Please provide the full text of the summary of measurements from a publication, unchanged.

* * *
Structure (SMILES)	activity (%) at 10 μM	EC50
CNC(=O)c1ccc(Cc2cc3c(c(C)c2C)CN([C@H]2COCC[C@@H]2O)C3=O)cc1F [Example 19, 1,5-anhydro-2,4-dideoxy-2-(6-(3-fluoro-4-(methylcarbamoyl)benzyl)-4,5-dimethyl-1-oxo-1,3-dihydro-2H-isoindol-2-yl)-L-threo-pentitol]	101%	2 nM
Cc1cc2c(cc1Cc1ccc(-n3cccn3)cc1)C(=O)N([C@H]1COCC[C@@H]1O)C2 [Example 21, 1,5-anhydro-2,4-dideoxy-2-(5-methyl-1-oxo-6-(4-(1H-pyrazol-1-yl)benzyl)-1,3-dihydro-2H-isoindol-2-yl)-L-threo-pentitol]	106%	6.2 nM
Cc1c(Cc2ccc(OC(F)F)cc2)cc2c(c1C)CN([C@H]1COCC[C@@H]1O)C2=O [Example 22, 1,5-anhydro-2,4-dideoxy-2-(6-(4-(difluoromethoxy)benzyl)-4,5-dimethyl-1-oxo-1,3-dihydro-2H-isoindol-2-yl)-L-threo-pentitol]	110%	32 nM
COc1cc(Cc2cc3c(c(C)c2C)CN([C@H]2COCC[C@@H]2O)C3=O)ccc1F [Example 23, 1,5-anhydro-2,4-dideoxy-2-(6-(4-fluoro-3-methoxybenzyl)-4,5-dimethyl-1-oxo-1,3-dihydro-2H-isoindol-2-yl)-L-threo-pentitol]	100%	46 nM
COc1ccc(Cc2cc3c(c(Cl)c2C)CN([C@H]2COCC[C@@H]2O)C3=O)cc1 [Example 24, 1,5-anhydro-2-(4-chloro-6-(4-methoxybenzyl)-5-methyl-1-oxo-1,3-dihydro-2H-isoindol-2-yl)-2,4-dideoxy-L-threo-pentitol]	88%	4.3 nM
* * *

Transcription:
Structure (SMILES)	activity (%) at 10 μM	EC50
CNC(=O)c1ccc(Cc2cc3c(c(C)c2C)CN([C@H]2COCC[C@@H]2O)C3=O)cc1F [Example 19, 1,5-anhydro-2,4-dideoxy-2-(6-(3-fluoro-4-(methylcarbamoyl)benzyl)-4,5-dimethyl-1-oxo-1,3-dihydro-2H-isoindol-2-yl)-L-threo-pentitol]	101%	2 nM
Cc1cc2c(cc1Cc1ccc(-n3cccn3)cc1)C(=O)N([C@H]1COCC[C@@H]1O)C2 [Example 21, 1,5-anhydro-2,4-dideoxy-2-(5-methyl-1-oxo-6-(4-(1H-pyrazol-1-yl)benzyl)-1,3-dihydro-2H-isoindol-2-yl)-L-threo-pentitol]	106%	6.2 nM
Cc1c(Cc2ccc(OC(F)F)cc2)cc2c(c1C)CN([C@H]1COCC[C@@H]1O)C2=O [Example 22, 1,5-anhydro-2,4-dideoxy-2-(6-(4-(difluoromethoxy)benzyl)-4,5-dimethyl-1-oxo-1,3-dihydro-2H-isoindol-2-yl)-L-threo-pentitol]	110%	32 nM
COc1cc(Cc2cc3c(c(C)c2C)CN([C@H]2COCC[C@@H]2O)C3=O)ccc1F [Example 23, 1,5-anhydro-2,4-dideoxy-2-(6-(4-fluoro-3-methoxybenzyl)-4,5-dimethyl-1-oxo-1,3-dihydro-2H-isoindol-2-yl)-L-threo-pentitol]	100%	46 nM
COc1ccc(Cc2cc3c(c(Cl)c2C)CN([C@H]2COCC[C@@H]2O)C3=O)cc1 [Example 24, 1,5-anhydro-2-(4-chloro-6-(4-methoxybenzyl)-5-methyl-1-oxo-1,3-dihydro-2H-isoindol-2-yl)-2,4-dideoxy-L-threo-pentitol]	88%	4.3 nM